The New Zealand Initiative has been a staunch supporter of the coalition government’s housing agenda. While we warned that Kiwibuild would not fix the housing crisis but rather risked diverting the government’s attention from more important reforms, we have had every confidence in Minister Twyford’s wider vision.
Unfortunately, the past week has brought worrying National Policy Statements on sensitive agricultural land and urban development.
Where to begin.
Fundamentally, New Zealand’s housing affordability crisis stems from not building enough houses because restrictive zoning rules and other regulatory constraints prevent cities from either building up or out. These constraints flow from incentives facing councils: growth can be costly for councils.
Twyford’s vision promised radical change. Better infrastructure financing mechanisms to make growth less of a burden for councils. Ending urban boundaries that constrain cities against growing out, encouraging density within cities to allow growing up, and introducing congestion charges to ensure not only that traffic can flow but also that choices of where to live reflect costs. And work on infrastructure financing is underway.
Last week’s National Policy Statement on sensitive soils began from a reasonable premise: It is better to rule out development in a small number of places, and to allow it everywhere else, than to require litigation of every proposed development. But the potential scope of the soils NPS is vast: Category 1, 2 and 3 land covers about 15% of New Zealand. By comparison, our major urban areas take up less than 1%. A city near agricultural land wanting to constrain outward growth would need only designate the surrounding area as sensitive.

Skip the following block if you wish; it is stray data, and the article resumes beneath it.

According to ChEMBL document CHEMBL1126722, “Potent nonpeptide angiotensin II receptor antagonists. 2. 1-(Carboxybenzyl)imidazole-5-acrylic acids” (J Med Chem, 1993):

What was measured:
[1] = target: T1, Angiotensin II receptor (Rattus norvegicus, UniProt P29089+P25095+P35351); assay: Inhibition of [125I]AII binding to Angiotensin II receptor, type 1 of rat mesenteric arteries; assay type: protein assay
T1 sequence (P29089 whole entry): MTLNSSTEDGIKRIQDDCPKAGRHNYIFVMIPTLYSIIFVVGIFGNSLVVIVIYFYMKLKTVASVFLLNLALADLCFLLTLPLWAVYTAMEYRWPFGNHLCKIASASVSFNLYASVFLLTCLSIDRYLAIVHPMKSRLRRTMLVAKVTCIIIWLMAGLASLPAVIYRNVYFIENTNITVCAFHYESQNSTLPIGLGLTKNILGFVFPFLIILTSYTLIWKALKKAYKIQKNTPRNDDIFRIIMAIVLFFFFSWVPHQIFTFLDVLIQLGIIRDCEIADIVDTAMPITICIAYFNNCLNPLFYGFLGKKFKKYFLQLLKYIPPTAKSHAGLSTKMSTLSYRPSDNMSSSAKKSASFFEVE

The National Policy Statement on urban development talks a good game about the need for more housing but does not change the incentives facing councils. The shift in the early 1990s from the Town and Country Planning Act to the Resource Management Act encouraged councils to pour the old planning wine into new bottles. It is now not hard to imagine councils defining “quality urban environment” or “appropriate, safe, and resilient” development in ways that rebuild many of the old constraints. Without a change in council incentives, we need rely on the Environment Court to prevent councils from undermining the intent of the National Policy Statement.
The Initiative will examine the two National Policy Statements in more depth in building our submission, but the preliminary outlook is worrying. Together, they risk scuppering the chances of restoring housing affordability.